• Ask your learners if they think MOC should be a continuous process or if demonstrating medical knowledge on an examination at set intervals is sufficient. Do they think a closed-book, secure examination is an appropriate means of assessing competence? Why or why not?

Humanism and Professionalism


On Being a Doctor: Trying to Save a Health Care System: Colombian Residents Go on Strike

In her essay, Dr. Gottfried describes the anxiety she felt for patients in need of care when medical residents in Colombia went on strike to protest legislation they believed was detrimental to patients’ health.

Use this essay to:

  • Play an audio recording of this essay, read by Dr. Michael LaCombe.
  • Ask your learners if they think physicians should be allowed to go on strike. If so, should there be limits to the circumstances in which strikes are permitted? Do doctors have an obligation to continue providing urgently needed care under all circumstances?
  • Ask your learners what they would have done if they were in Dr. Gottfried’s situation at the time of the strike. Would they have felt comfortable walking out of the hospital? Would they have felt like “scabs” for staying in the hospital?


A 42-year-old woman is evaluated for a 10-day history of right shoulder pain, located posteriorly and superiorly, that becomes worse with overhead activities. She has no history of trauma. She recently painted her basement ceiling. She has no weakness or paresthesia of her right arm and has never had this problem before. She has been taking ibuprofen as needed for the pain.

On physical examination, vital signs are normal. There is no shoulder asymmetry and no tenderness to palpation of bony structures or soft tissue structures. There is full range of motion (other than with internal rotation, which is limited by pain) and strength is 5/5 throughout the right arm, with sensation intact. She is able to slowly lower her extended arm from over her head to her side (negative drop-arm test). There is pain with abduction of the right arm between 60 and 120 degrees. The patient is asked to hold the arm extended anteriorly at 90 degrees with the forearm bent to 90 degrees (at 12 o’clock), as if holding a shield. When the arm is internally rotated to cross in front of the body, the patient feels pain in the shoulder (positive Hawkins test).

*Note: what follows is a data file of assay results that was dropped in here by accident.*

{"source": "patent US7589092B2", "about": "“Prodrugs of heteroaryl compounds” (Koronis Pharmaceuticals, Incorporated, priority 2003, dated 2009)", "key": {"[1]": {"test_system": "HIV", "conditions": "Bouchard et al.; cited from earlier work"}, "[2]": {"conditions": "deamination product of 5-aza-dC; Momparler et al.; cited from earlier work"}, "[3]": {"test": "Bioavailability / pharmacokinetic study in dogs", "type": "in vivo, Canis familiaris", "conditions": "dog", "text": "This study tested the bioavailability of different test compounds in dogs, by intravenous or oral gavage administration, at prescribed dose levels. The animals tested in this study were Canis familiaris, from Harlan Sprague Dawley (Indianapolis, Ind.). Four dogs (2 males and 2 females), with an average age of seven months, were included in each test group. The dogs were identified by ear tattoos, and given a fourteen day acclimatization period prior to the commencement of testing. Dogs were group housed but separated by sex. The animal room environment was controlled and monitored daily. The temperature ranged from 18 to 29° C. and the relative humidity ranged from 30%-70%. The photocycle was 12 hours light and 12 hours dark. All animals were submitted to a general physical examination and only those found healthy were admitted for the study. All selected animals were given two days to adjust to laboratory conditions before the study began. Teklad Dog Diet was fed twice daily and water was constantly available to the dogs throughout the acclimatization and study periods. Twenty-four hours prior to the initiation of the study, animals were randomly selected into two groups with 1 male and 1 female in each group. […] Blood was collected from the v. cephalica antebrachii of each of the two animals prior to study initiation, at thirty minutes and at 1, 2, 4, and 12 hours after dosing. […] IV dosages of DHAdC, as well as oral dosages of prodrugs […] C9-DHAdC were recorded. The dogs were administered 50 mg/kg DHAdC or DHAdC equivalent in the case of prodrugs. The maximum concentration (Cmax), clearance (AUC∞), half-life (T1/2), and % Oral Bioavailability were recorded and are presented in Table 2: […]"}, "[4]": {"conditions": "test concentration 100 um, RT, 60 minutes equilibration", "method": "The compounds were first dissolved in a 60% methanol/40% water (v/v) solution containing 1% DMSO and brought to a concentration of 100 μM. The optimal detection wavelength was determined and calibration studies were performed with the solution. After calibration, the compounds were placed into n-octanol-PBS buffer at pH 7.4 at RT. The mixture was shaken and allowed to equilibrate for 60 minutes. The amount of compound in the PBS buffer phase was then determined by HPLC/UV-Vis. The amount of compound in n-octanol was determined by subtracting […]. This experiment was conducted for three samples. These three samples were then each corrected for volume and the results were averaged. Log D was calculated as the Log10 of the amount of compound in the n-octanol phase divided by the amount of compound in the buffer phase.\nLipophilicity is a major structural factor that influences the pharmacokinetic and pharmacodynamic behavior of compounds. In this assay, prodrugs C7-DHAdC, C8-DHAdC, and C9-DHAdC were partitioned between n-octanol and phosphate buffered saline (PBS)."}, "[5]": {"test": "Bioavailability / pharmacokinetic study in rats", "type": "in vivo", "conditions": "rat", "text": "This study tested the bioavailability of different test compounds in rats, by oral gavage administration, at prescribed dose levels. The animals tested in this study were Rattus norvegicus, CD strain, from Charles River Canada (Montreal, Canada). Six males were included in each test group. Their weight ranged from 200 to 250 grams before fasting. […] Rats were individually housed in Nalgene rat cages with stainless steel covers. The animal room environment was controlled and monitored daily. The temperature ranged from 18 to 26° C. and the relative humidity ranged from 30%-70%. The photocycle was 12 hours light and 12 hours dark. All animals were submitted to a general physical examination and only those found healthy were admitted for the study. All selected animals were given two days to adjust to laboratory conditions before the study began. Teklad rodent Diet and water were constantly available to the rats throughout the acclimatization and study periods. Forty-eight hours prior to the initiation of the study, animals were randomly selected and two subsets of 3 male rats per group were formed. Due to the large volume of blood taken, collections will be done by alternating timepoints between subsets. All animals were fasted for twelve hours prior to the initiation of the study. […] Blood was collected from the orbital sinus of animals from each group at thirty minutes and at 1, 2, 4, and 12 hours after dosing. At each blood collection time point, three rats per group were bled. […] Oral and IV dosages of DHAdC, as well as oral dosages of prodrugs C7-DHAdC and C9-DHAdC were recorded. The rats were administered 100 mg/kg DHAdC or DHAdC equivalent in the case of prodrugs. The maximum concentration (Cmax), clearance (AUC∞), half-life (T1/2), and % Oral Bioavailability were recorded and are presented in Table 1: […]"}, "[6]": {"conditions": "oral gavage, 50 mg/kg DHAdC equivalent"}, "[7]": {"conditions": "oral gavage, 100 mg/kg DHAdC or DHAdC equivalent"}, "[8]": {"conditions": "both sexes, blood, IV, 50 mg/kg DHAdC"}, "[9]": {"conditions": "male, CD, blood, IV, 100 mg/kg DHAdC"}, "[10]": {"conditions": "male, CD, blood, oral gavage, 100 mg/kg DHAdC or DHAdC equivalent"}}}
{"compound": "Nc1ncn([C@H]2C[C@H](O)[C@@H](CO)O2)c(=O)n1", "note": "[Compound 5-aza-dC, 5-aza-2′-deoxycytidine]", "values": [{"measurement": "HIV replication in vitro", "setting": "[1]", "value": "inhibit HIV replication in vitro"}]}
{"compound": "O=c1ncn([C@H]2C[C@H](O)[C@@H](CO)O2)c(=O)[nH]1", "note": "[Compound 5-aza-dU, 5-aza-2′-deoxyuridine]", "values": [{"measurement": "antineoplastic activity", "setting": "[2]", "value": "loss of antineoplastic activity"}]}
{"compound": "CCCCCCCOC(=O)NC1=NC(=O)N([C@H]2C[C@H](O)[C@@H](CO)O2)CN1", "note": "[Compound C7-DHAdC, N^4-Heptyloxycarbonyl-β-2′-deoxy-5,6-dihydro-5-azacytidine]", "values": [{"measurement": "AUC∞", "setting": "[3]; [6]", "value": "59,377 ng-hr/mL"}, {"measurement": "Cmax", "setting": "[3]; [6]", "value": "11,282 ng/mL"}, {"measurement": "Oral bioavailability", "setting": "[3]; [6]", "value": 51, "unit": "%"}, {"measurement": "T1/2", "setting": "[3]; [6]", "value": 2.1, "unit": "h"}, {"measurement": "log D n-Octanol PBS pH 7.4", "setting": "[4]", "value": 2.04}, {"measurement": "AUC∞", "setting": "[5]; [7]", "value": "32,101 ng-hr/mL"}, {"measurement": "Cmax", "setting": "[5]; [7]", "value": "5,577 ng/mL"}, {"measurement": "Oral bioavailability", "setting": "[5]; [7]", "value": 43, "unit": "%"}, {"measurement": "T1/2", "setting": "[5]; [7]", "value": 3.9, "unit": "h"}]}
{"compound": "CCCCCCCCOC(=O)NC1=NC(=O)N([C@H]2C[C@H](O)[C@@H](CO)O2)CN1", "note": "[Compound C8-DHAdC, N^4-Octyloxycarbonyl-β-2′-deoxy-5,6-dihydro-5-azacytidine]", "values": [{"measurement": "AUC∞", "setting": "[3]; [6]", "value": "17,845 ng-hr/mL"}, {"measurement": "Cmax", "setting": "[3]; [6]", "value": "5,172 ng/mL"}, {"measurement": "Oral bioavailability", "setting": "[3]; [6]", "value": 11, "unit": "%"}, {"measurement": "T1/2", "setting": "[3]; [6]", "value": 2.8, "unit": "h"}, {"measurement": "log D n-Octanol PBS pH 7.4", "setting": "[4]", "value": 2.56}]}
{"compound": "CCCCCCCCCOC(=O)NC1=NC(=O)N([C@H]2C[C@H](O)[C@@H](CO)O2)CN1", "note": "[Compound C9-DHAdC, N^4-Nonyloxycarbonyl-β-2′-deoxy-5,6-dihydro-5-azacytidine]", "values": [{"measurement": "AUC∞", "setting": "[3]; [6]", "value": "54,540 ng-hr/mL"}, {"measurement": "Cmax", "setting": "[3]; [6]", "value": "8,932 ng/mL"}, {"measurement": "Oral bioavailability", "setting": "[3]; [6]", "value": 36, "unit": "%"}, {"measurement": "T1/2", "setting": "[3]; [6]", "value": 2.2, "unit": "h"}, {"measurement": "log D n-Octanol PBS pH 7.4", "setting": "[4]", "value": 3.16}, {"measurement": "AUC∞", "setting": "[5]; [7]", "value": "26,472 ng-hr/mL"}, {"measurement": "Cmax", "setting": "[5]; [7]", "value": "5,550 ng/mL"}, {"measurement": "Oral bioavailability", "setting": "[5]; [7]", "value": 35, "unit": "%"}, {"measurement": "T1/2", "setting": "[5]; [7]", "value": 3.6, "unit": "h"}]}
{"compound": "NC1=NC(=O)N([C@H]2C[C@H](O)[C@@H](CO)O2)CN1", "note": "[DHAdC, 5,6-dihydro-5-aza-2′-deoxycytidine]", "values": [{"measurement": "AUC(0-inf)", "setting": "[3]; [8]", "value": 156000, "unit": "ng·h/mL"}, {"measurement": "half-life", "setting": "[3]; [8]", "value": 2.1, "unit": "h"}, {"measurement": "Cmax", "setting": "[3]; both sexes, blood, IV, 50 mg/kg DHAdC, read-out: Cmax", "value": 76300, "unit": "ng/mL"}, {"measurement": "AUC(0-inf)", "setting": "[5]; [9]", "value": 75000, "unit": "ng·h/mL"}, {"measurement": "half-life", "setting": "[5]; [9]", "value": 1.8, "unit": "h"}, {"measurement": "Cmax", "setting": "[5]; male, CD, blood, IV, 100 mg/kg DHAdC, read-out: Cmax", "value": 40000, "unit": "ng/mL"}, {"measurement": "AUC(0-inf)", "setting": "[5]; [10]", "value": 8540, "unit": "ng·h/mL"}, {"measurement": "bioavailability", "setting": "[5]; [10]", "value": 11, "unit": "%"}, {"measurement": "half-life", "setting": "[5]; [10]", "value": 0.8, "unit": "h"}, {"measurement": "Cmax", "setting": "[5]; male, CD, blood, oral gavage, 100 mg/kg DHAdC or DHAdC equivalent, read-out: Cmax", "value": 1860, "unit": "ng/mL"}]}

Which of the following is the most likely diagnosis?

A. Acromioclavicular joint degeneration
B. Adhesive capsulitis
C. Rotator cuff impingement
D. Rotator cuff tear

Correct Answer
C. Rotator cuff impingement

Key Point
Rotator cuff impingement syndrome due to underlying tendinitis is a common cause of nontraumatic shoulder pain; characteristic findings are pain with arm abduction and a positive Hawkins test.

Educational Objective
Diagnose rotator cuff tendinitis.

This patient most likely has rotator cuff impingement syndrome from underlying tendinitis. She presented with pain in her shoulder that began after performing the repetitive overhead motion of painting, and her pain is most pronounced with abduction of her arm. On examination, her pain occurs between 60 and 120 degrees of abduction, which supports the diagnosis of rotator cuff tendinitis. She also has a positive Hawkins test, which has a high sensitivity (92%) but poor specificity (25%) for rotator cuff impingement.

Acromioclavicular joint degeneration is typically associated with trauma (in younger patients) or osteoarthritis (in older patients). Palpable osteophytes may be present, and radiographs, if obtained, may demonstrate degenerative changes. It characteristically presents with pain that occurs with shoulder adduction and abduction above 120 degrees. This diagnosis is unlikely in this patient given that she has no history of trauma and that there is no acromioclavicular joint tenderness on examination.

Adhesive capsulitis is caused by thickening of the capsule surrounding the glenohumeral joint. Adhesive capsulitis presents with loss of both passive and active range of motion in multiple planes and patient reports of stiffness, which are not present in this patient. Also, pain is typically slow in onset and is located near the insertion of the deltoid muscle.

Rotator cuff tears are usually accompanied by weakness and loss of function. Examination findings include supraspinatus weakness, weakness with external rotation, and a positive drop-arm test. The absence of weakness along with the negative drop-arm test argues against the presence of a rotator cuff tear in this patient.

House J, Mooradian A. Evaluation and management of shoulder pain in primary care clinics. South Med J. 2010;103(11):1129-1135. PMID: 20890250

This question is derived from MKSAP® 16, the Medical Knowledge Self-Assessment Program.

From the Editors of Annals of Internal Medicine and Education Guest Editor, Gretchen Diemer, MD, FACP, Program Director in Internal Medicine, Thomas Jefferson University.